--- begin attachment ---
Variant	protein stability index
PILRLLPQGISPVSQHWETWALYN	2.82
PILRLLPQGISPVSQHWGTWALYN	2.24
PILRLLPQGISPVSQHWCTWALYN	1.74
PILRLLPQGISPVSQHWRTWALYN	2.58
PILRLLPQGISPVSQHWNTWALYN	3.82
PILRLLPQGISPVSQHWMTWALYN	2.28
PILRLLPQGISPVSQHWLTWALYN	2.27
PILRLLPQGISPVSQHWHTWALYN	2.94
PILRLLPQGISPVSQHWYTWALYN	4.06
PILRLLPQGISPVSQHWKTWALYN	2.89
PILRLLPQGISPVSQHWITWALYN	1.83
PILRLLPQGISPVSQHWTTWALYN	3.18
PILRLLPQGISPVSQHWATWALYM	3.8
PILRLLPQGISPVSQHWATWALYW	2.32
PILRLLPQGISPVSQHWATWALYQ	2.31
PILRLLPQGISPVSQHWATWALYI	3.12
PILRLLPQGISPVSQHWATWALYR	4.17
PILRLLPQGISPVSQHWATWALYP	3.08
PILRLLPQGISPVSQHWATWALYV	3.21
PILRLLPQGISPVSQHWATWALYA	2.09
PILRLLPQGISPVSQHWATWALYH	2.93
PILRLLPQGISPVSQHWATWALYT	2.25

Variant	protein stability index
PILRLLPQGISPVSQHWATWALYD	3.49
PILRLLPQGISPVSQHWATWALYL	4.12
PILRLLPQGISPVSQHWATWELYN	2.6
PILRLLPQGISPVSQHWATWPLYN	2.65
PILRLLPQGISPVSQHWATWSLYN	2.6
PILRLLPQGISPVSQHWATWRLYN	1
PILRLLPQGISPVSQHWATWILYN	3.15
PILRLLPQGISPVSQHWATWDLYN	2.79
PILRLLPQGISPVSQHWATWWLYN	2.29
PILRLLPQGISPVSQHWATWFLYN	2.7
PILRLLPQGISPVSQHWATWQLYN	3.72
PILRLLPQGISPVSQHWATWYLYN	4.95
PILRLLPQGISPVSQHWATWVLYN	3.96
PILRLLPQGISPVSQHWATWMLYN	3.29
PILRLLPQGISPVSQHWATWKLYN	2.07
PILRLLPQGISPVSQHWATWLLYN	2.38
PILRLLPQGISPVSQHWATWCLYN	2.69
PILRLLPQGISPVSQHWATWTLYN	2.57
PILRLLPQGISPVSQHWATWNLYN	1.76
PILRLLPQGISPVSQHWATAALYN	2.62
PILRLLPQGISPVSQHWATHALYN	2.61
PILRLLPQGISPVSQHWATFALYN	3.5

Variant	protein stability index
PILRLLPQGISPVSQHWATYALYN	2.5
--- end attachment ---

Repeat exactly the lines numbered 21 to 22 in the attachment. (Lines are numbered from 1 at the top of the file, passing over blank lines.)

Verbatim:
PILRLLPQGISPVSQHWATWALYA	2.09
PILRLLPQGISPVSQHWATWALYH	2.93